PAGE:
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Idaho & the Common Core Standards

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Idaho to retain control of education content.

The quality of our public school education system continues to be an important issue in our state. This is in part because of a concern that our students graduating from our high schools are “unprepared for the rigors of postsecondary education or the workforce.” As an example, just 47 percent of our Idaho high school graduates continue on to higher education and of those, “nearly half need remediation once they get there!”

In an effort to improve the K-12 education success of Idaho students, Governor Otter and Idaho Superintendent of Public Instruction Tom Luna joined other states in developing higher standards known as the Common Core Standards Initiative; new academic standards in mathematics and English language arts “that are higher, more in depth, and comparable with any other country in the world.”

Idaho teachers will begin teaching under these new standards beginning in September of this year. Given that these are higher standards than are in existence now, the State Department of Education is providing support to assist teachers to become proficient in teaching to the standards. Professional support includes professional development workshops and other resources provided by the SDE and our state universities. 

In response to a question I asked the state superintendent’s office, I learned that the workshops have been well attended and more have been scheduled than first expected because of the interest of educators in attending the workshops to learn more on implementing the new standards.

The intent of Idaho’s involvement in the common core effort is to improve the quality of our education system by elevating the math and English requirements to increase the success of our graduating students going into the workforce or pursuing higher education opportunities. This is the goal; however, adoption and implementation of common core standards in Idaho to achieve this goal is not without controversy.

There are those who believe that the federal government has required that Idaho adopt the Common Core State Standards and that implementation of the standards is a push for federal control of education that will lead to “less education choice and competition and is ultimately a push for federal control of education—public and private.”

Others say that “standardization of education is not the answer for what ails education,” implying that schools should have independence in how they approach education.

 Another argument against adopting the standards is that the standards will “dumb down education in Idaho.”

The Idaho Department of Education’s website provides responses to these and other concerns with implementation of the standards. As an example, in response to the charge of the federal government requiring Idaho to adopt the standards, the Department states:

“Idaho voluntarily chose to adopt the Common Core State Standards in mathematics and English language arts as Idaho’s new Core Standards in these two subject areas. The federal government has never reviewed a state’s standards, and they have not reviewed these standards. These standards were the result of a state-led effort. Idaho signed a Memorandum of Agreement with other states that clearly defines this as a state-led effort. Specifically, the MOA states: “The parties support a state-led effort and not a federal effort to develop a common core of state standards.” The state-led effort also is evident in the fact that not every state has adopted these standards. Each state reviewed these standards and made its own decision.”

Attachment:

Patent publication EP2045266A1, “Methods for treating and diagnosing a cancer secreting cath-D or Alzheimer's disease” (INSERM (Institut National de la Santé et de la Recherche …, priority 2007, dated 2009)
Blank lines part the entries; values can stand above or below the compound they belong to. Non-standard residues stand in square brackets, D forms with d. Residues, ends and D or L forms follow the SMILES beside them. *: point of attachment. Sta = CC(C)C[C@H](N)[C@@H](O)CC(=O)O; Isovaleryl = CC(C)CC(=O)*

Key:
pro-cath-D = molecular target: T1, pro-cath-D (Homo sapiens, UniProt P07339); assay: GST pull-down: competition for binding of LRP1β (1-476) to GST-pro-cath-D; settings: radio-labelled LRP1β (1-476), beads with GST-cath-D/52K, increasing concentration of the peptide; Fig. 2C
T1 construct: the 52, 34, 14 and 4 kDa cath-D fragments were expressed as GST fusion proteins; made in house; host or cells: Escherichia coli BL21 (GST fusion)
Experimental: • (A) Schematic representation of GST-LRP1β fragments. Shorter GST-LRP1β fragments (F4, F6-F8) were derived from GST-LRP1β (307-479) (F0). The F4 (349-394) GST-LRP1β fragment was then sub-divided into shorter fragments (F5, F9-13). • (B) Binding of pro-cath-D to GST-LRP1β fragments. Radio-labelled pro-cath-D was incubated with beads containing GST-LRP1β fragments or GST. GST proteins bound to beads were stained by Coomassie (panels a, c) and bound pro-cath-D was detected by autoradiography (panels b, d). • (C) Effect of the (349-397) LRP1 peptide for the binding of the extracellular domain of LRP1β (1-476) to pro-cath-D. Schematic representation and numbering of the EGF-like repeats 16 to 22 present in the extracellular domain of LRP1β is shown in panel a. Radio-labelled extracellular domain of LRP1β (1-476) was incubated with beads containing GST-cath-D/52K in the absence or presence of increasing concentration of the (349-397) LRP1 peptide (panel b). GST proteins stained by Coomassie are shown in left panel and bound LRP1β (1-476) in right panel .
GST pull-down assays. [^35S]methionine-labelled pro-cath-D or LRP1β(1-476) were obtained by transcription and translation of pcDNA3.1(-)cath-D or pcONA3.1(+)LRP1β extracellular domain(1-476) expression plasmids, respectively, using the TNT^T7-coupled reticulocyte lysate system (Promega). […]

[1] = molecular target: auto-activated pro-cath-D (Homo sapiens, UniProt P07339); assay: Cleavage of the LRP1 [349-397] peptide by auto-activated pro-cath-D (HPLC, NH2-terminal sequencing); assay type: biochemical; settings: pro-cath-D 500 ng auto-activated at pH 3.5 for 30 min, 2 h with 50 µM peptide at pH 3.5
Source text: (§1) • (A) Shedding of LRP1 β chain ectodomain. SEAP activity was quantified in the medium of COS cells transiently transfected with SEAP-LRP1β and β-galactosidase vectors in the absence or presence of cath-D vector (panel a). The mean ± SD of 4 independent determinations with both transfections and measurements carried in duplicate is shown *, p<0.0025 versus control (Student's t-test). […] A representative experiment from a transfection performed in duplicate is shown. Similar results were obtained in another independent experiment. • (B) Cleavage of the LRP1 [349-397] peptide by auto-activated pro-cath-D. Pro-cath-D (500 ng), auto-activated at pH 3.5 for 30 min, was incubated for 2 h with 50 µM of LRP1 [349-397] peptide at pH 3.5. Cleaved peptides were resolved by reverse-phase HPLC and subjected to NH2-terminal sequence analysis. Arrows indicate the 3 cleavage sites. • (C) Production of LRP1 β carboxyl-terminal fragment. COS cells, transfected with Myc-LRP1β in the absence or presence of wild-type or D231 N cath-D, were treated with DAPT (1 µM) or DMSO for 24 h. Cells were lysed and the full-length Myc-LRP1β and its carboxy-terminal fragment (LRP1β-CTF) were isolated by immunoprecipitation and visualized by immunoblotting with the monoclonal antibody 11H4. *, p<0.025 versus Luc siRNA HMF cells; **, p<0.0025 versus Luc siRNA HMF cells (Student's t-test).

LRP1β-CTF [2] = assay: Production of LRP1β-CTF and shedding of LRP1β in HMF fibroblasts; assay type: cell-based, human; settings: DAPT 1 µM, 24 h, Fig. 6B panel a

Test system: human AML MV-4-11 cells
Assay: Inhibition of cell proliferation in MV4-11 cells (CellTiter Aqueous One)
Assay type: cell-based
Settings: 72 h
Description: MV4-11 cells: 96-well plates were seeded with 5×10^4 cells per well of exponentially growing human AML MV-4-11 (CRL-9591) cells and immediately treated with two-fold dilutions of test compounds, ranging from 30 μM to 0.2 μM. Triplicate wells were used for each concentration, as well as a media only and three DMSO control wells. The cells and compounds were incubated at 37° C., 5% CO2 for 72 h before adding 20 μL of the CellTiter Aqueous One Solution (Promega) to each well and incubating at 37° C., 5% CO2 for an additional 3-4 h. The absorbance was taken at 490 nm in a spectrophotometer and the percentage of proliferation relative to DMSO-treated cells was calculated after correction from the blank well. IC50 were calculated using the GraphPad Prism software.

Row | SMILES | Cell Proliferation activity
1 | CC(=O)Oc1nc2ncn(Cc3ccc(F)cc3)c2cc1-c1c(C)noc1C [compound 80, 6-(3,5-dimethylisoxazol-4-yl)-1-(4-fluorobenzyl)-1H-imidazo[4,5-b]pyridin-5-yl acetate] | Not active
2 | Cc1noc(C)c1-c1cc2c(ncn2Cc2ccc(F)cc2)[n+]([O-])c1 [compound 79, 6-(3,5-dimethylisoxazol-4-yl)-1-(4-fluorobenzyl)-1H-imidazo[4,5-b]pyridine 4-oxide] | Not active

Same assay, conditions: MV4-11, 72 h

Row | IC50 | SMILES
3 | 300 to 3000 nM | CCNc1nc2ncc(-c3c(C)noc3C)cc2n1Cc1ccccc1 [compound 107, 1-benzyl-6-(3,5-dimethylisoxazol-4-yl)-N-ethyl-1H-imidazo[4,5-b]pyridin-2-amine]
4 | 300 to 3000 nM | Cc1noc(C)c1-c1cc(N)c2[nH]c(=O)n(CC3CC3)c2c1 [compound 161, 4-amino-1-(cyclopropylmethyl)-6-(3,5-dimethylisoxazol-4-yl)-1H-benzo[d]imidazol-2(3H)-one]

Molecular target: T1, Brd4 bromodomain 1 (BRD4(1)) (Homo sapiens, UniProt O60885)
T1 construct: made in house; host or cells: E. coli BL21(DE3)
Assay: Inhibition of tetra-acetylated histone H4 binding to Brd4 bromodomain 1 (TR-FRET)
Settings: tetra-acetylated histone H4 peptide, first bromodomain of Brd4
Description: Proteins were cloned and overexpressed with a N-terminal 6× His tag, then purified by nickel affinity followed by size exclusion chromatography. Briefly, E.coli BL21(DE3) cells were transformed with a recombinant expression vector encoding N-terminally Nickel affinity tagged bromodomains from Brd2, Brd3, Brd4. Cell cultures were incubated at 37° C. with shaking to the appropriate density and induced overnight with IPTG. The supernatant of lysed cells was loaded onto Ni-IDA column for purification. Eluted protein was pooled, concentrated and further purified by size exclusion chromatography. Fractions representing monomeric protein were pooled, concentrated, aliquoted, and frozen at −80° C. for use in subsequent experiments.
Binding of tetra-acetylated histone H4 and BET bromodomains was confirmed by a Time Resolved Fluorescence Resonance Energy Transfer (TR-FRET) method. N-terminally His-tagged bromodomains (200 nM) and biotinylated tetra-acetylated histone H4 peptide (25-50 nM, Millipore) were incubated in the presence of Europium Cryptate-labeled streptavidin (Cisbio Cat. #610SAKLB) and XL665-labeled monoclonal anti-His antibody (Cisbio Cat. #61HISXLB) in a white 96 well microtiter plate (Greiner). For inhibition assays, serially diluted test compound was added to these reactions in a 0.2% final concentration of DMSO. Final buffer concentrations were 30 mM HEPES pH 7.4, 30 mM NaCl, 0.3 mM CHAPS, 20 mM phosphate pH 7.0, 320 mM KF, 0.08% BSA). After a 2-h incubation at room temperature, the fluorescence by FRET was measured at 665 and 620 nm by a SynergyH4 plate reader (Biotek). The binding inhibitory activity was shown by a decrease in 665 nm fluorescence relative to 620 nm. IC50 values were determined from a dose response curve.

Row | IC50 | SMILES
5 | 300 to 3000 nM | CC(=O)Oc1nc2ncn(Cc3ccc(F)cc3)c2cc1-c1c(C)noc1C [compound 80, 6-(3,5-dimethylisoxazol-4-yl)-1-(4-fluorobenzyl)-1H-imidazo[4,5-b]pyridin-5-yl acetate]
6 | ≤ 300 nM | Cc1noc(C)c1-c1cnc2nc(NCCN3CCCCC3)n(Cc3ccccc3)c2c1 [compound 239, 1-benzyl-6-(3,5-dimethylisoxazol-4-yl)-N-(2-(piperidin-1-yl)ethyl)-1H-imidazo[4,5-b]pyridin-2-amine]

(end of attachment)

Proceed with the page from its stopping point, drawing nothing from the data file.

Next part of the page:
As I have stated, adoption of the Common Core Standards continues to be a controversial issue, but the fact remains that less than half of our graduating seniors go on to post-secondary education and of those, a large percentage who enter a higher education institution require some kind of remediation, including math and English, and many drop out because of their inability to handle the higher level course work.

I believe that we need to increase our standards for our public school students to ensure they can be successful in the workplace or pursuing higher education opportunities and that increasing our standards of learning will help insure their success. The Common Core Standards appear to be a positive movement in this direction.

Given, however, that this is a controversial issue I would recommend that readers of the Journal who have an interest in this issue refer to the Department of Education’s website at sde.Idaho.gov to learn more about Common Core and to form your own opinion on the positive or negative benefit of Idaho’s implementation of the Common Core Standards.

Thanks for reading and as always feel free to contact me at my home email at geskridge(at)coldreams.com, by phone at (208) 265-0123 or by mail at P.O. Box 112, Dover, Idaho 83825. George

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Rep. George Eskridge Rep. George Eskridge the Republican Representative for District 1 in Idaho’s House, George Eskridge can be reached at 208-265-0123 or write PO Box 112, Dover, ID 83825

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A Seat in the House, Common Core Standards

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